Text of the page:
Third-year undergrad student Ashini Peiris was looking to continue her neuroscience research over this past summer when she learned about the BrainsCAN Diversity in Neuroscience Summer Internship program.
“Diversity in neuroscience – that’s me!” Peiris recalled thinking. “The program was designed for someone like me, someone in a minority. I was just so proud that Western was doing this.”
Peiris was one of seven undergraduate students awarded a Diversity in Neuroscience Summer Internship. The program provides Western University undergraduate students who self-identify as members of visible minorities, Indigenous, LGBTQ2S+, with a disability, or as a woman, an opportunity to have an immersive experience in a cognitive neuroscience research environment. The goal is to give those in marginalized groups the research skills needed to excel in academia and beyond.
“It’s been proven time and time again that underrepresented groups face barriers in research because of systemic biases,” said Fay Harrison, BrainsCAN executive director and co-chair of BrainsCAN’s equity, diversity and inclusion committee. “This program aims to break down barriers and provide undergraduates with research training and experiences to prepare them for future leadership opportunities, all while contributing to the field of cognitive neuroscience.”
Over the summer, interns researched a variety of topics including: working memory and Alzheimer’s disease; music for synchronized movement in Parkinson’s patients; the impact of face masks on emotion recognition; intergenerational transmission of reading and math brain networks; and analyzing the imaging and cognitive testing data of diabetes and metabolic syndrome patients.
“Coming into university, I had heard about research, but didn’t know what it was like,” said Sabrina Yang, a third-year medical science student who interned in Dr. Lisa Saksida’s and Dr. Tim Bussey’s Translational Cognitive Neuroscience Lab at Western’s Schulich School of Medicine and Dentistry. “This summer, I characterized the relationship between working memory and plaques in Alzheimer’s Disease. Looking at pathology and cognitive effects of the disease really affirmed my desire to stay in this research.”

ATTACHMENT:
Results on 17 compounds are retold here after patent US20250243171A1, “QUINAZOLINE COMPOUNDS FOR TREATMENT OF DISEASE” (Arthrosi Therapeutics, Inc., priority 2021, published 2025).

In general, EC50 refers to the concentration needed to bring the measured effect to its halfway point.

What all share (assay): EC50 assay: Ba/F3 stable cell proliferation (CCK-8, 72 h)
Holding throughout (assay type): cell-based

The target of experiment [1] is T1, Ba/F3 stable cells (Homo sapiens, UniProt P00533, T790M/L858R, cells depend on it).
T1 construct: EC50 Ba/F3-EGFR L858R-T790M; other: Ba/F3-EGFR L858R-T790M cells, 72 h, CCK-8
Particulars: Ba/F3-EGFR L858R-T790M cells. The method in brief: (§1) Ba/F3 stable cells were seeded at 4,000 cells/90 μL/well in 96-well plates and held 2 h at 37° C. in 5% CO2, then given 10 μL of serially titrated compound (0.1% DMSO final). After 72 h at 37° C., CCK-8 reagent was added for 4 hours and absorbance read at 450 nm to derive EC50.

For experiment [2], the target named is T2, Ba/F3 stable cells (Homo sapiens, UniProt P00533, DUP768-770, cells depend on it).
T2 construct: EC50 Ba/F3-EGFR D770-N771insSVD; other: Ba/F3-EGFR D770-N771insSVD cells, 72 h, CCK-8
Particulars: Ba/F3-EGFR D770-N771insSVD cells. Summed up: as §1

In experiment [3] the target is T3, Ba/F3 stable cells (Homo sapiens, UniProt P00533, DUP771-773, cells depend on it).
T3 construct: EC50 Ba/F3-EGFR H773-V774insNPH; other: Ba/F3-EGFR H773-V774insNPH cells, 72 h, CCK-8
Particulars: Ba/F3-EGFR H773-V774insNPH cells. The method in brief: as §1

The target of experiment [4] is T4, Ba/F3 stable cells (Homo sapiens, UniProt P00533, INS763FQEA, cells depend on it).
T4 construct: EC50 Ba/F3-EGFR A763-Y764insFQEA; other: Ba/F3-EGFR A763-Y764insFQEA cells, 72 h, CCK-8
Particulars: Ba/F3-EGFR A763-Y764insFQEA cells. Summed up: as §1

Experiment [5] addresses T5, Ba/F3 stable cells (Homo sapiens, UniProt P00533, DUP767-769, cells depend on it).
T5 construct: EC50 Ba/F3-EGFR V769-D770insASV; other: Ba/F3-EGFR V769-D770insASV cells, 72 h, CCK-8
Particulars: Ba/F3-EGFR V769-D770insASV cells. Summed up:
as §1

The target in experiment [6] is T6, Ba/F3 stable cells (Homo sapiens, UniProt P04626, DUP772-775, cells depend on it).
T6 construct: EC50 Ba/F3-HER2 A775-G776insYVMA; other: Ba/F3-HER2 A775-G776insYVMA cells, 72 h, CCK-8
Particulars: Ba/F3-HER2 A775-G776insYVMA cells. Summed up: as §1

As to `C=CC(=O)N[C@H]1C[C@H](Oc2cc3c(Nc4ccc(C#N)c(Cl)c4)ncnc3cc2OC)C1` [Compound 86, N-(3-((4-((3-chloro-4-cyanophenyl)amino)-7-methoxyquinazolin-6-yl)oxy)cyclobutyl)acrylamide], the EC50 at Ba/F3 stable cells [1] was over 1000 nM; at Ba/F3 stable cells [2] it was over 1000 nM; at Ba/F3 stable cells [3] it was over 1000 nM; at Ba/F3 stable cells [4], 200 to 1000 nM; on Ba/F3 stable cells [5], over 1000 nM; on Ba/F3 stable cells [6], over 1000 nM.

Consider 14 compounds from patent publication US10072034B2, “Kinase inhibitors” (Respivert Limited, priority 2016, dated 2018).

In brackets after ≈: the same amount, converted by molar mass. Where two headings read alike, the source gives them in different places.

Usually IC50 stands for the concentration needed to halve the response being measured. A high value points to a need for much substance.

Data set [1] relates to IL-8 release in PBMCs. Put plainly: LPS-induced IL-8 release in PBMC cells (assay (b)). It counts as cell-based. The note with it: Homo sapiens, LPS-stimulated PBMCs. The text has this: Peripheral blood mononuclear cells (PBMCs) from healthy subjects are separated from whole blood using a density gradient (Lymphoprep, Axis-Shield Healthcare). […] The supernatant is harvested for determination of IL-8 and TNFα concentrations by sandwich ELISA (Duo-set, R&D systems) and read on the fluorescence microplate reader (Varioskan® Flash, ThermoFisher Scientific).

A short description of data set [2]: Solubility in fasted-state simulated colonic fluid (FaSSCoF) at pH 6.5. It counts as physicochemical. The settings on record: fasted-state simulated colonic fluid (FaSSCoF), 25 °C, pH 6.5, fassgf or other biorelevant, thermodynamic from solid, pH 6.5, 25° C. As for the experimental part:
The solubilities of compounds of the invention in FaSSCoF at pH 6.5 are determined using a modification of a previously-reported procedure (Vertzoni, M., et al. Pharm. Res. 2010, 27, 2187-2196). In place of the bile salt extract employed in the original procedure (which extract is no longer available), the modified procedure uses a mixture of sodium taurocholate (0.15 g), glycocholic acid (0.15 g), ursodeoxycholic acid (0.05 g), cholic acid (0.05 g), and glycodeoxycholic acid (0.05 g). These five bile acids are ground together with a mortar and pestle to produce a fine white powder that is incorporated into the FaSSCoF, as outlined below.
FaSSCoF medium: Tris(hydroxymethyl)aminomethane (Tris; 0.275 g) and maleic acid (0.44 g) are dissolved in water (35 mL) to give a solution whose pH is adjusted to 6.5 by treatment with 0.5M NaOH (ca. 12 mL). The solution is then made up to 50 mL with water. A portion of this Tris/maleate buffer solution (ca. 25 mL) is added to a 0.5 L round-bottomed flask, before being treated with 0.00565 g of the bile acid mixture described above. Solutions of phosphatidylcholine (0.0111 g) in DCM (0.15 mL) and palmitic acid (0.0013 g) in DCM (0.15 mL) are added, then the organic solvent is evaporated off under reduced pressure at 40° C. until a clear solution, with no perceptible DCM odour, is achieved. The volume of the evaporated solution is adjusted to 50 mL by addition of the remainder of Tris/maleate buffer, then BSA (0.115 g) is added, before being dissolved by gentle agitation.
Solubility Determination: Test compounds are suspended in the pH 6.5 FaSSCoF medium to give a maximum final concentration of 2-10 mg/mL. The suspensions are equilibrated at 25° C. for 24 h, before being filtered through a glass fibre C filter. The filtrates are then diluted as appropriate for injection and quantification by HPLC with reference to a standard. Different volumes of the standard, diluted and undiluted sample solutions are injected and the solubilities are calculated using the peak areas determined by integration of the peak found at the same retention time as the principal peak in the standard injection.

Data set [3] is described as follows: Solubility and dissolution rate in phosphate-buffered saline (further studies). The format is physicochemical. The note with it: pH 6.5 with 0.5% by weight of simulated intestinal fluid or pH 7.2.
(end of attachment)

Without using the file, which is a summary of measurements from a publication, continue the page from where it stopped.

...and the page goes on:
Mohamed Yousif, a summer intern in Dr. Ali Khan’s Computational Imaging Lab at Robarts Research Institute, analyzed a dataset of diabetes and metabolic syndrome patients. He examined potential changes or differences in brain networks, specifically within the hippocampus.
“When you have the process of metabolism being dysregulated during Type 2 diabetes and metabolic syndrome, that can come with a lot of downstream neurological side effects,” said Yousif. “Diabetes is one of those diseases that affects almost everybody. Being able to see what kind of brain changes occur with these different diseases is important to understand.”
After securing her BrainsCAN internship, Peiris created a project examining the neurobiological transmission of math and reading skills from parents to children.
“The purpose of my project was to contribute to the study of learning disabilities,” said Peiris, an intern in Dr. Daniel Ansari’s Numerical Cognition Lab. “I looked at whether we can identify parents and children based on their reading and math network. If a parent’s brain is similar to their child’s brain, why can’t that influence how a child feels toward specific subjects like math and science?”
While the research helped the undergraduate students gain experience, the connections made throughout the summer were just as beneficial. Part of the program involved virtual BrainsCAN panel sessions that showcased the various neuroscience fields, and a day in the life of a Western researcher.
“Being able to hear those viewpoints [from professors and graduate students], it made me realize how much you can do in neuroscience,” said Yousif. “I’m just happy to be within the space.”
For Yang, her experience with Dr. Saksida’s lab helped her find her research identity.
“What’s unique about being surrounded by a lot of other female researchers is that I can see myself in them and I can identify with them,” said Yang. “They really are the embodiment of everything I want to be. I’m really grateful for this opportunity because I wouldn’t have had it otherwise.”
The call for the next Diversity in Neuroscience Summer Internship program will take place in spring 2022.